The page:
[discuss] we need to fix what may be broken

Carlos A. Afonso ca at cafonso.ca
Thu Apr 17 11:16:43 UTC 2014

In the same vein, a blogger is murdered by order of a politician, it is
not per se a theme of Internet governance -- but freedom of expression is.

The point is: I am not saying that specific events are per se themes of
Internet governance, and you may continue to build a near infinite list
of events ending with the same phrase or question.

My point is that the events I quoted reveal that international
coordination related to the development, operation and maintenance of
the net need a lot of improvement and more efficacy. Like killing
bloggers is an indication that we need to strongly advocate for the
universalization of freedom of expression.

I find it amazing that some brillant techies cannot perceive that, or
worse, that they see any diagnostics like mine as threats to the
wonderful work they do (and it is indeed wonderful, but still the
coordination of the "grand scheme of things" is faulty, needs
significant improvement, it is a very relevant component of IG which
needs to be discussed and advanced).

fraternal regards


On 04/17/2014 01:41 AM, Brian E Carpenter wrote:
> In a word, none of those issues are Internet governance.
> How, for example, is the USA bugging Angela Merkel's cell phone
> anything to do with Internet governance? How is the NSA snagging
> and analysing billions of email headers a defect in Internet governance?
> Sounds like a problem with NSA governance to me. Was it an error in
> telegraph cable governance that led to the Zimmermann telegram incident
> in 1917?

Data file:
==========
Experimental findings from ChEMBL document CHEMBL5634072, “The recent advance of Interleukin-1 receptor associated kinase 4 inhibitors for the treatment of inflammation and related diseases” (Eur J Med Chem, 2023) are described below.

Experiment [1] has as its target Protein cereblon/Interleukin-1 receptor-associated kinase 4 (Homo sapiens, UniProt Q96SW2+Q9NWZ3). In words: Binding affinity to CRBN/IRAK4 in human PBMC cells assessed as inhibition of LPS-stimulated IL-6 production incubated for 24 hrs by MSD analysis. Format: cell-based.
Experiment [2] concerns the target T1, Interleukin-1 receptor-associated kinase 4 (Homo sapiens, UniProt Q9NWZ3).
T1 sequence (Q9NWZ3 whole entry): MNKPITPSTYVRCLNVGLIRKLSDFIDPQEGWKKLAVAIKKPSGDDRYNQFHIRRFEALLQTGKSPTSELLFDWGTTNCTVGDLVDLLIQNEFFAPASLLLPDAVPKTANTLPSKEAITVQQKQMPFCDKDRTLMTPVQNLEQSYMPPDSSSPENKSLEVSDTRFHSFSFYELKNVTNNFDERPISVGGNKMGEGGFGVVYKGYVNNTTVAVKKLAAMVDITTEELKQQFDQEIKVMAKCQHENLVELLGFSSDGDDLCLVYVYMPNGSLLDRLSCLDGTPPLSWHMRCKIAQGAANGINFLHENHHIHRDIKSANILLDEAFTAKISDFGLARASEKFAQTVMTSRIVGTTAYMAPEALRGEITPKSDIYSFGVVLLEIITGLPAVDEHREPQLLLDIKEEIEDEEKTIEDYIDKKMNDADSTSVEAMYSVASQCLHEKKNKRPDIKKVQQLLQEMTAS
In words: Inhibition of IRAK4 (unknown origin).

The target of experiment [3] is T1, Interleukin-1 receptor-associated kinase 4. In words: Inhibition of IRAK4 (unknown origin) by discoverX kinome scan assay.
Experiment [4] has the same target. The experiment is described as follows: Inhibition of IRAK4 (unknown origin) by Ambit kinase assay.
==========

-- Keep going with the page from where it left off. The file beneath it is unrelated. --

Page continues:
> I could continue but I won't. This business is complex enough without
> dragging in irrelevant problems.
> Regards
>    Brian
> On 17/04/2014 11:43, Andrew Sullivan wrote:
>> Apologies for the top post, but this will be illegible if I try to interleave from my phone. 
>> I would like to know why "governance" in particular is the answer to even one of these problems.  
>> The OpenSSL case is a good example.  People have freeloaded on that project for years, offering it precious little support while leaving security auditing and cryptanalysis for "someone else".  If you think that trash in your neighborhood park is a problem, the answer is not to form a committee. The answer is to make like Pete Seeger and pick up some trash. 
>> Yahoo's DMARC decision is another good example.  That is a service supported mostly by advertising. Don't like what they're doing?  Organize a boycott.  That'll change things. Ask Mozilla. 
>> IPv6 is indeed a problem, and I will not defend the series of decisions that got us here (though it's trickier than many seem to imagine). But actually, in my experience, v6 just works now.  I use it all the time.  It's not a "governance" problem, but an economics problem. 
>> And it seems to me that there we arrive at the issue: this is about who's going to pay. That's very well, but I don't see why it's "Internet governance".
>> Best regards,
>> A

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